High-resolution temperature climatology for Italy: interpolation method intercomparison
Article first published online: 23 JUL 2013
© 2013 The Authors. International Journal of Climatology published by John Wiley & Sons Ltd on behalf of the Royal Meteorological Society
This is an open access article under the terms of the Creative Commons Attribution-NonCommercial-NoDerivs License, which permits use and distribution in any medium, provided the original work is properly cited, the use is non-commercial and no modifications or adaptations are made.
International Journal of Climatology
Volume 34, Issue 4, pages 1278–1296, March 2014
How to Cite
Brunetti, M., Maugeri, M., Nanni, T., Simolo, C. and Spinoni, J. (2014), High-resolution temperature climatology for Italy: interpolation method intercomparison. Int. J. Climatol., 34: 1278–1296. doi: 10.1002/joc.3764
- Issue published online: 17 MAR 2014
- Article first published online: 23 JUL 2013
- Manuscript Accepted: 10 MAY 2013
- Manuscript Revised: 9 MAY 2013
- Manuscript Received: 15 JAN 2013
- high-resolution climatology;
- mean temperature;
- interpolation methods
High-resolution monthly temperature climatologies for Italy are presented. They are based on a dense and quality-controlled observational dataset which includes 1484 stations and on three distinct approaches: multi-linear regression with local improvements (MLRLI), an enhanced version of the model recently used for the Greater Alpine Region, regression kriging (RK), widely used in literature and, lastly, local weighted linear regression (LWLR) of temperature versus elevation, which may be considered more suitable for the complex orography characterizing the Italian territory.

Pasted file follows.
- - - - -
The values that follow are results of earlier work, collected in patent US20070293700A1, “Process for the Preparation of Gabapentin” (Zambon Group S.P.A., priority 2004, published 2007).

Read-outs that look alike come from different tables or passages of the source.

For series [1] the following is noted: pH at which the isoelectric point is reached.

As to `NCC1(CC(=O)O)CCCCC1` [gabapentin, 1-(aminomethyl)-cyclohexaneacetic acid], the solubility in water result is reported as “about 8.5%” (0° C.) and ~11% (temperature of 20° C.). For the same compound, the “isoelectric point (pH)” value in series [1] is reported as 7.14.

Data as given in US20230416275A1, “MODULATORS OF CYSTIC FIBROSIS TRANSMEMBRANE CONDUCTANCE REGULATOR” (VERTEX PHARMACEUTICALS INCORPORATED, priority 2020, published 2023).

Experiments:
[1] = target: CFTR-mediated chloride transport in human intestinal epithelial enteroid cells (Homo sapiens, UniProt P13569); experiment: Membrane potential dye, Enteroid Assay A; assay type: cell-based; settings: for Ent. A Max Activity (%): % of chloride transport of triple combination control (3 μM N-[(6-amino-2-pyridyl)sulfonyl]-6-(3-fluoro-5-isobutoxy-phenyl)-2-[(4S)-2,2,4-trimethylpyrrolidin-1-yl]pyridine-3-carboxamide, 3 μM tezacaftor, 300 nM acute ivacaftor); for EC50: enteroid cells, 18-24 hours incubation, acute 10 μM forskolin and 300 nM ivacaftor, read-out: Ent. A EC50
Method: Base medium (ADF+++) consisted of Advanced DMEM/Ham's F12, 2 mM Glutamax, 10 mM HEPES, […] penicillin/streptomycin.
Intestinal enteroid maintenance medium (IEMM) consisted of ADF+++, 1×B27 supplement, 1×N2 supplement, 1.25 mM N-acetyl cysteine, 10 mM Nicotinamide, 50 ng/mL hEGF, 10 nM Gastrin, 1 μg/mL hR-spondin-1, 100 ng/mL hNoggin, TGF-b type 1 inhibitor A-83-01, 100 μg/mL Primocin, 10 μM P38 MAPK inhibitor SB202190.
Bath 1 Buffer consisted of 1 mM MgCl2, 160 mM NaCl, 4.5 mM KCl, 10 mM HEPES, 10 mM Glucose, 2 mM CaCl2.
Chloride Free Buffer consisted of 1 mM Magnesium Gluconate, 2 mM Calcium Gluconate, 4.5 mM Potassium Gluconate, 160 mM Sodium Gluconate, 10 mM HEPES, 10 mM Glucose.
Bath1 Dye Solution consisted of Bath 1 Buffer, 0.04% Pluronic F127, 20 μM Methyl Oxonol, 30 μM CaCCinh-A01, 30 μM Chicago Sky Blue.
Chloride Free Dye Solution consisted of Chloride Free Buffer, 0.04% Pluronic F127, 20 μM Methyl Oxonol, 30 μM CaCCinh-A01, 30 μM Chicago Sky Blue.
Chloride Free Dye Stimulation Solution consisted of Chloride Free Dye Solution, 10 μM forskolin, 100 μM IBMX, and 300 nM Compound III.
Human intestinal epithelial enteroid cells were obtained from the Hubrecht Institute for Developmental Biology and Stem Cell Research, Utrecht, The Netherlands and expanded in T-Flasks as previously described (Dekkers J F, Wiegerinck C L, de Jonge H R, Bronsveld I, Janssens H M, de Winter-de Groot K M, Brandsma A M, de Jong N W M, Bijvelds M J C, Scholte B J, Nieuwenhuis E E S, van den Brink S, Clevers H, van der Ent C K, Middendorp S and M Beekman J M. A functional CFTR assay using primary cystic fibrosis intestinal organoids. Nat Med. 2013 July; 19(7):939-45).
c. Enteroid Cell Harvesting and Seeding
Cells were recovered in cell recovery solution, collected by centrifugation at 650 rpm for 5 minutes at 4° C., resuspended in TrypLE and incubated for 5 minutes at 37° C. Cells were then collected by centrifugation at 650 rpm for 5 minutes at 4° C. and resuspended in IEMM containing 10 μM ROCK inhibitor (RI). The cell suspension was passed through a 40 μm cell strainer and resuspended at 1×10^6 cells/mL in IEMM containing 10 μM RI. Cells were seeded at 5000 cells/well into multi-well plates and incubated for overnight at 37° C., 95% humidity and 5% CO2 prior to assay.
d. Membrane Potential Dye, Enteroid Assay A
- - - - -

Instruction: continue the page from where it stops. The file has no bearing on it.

Dataset and methods used both to check the station records and to get the 1961–1990 normals used for the climatologies are discussed. Advantages and shortcomings of the three approaches are investigated and the results are compared.
All three approaches lead to quite reasonable models of station temperature normals, with lowest errors in spring and autumn and highest errors in winter. The LWLR approach shows slightly better performances than the other two, with monthly leave-one-out estimated root mean square errors ranging from 0.74 °C (April and May) to 1.03 °C (December). Further evidence in its favour is the greater reliability of local approach in modelling the behaviour of the temperature-elevation relationship in Italy's complex territory.
The comparison of the different climatologies is a very effective tool to understand the robustness of each approach. Moreover, the first two methods (MLRLI and RK) turn out to be important to tune the third one (LWLR), as they help not only to understand the relationship between temperature normals and some important physiographical variables (MLRLI) but also to study the decrease of station normals covariance with distance (RK).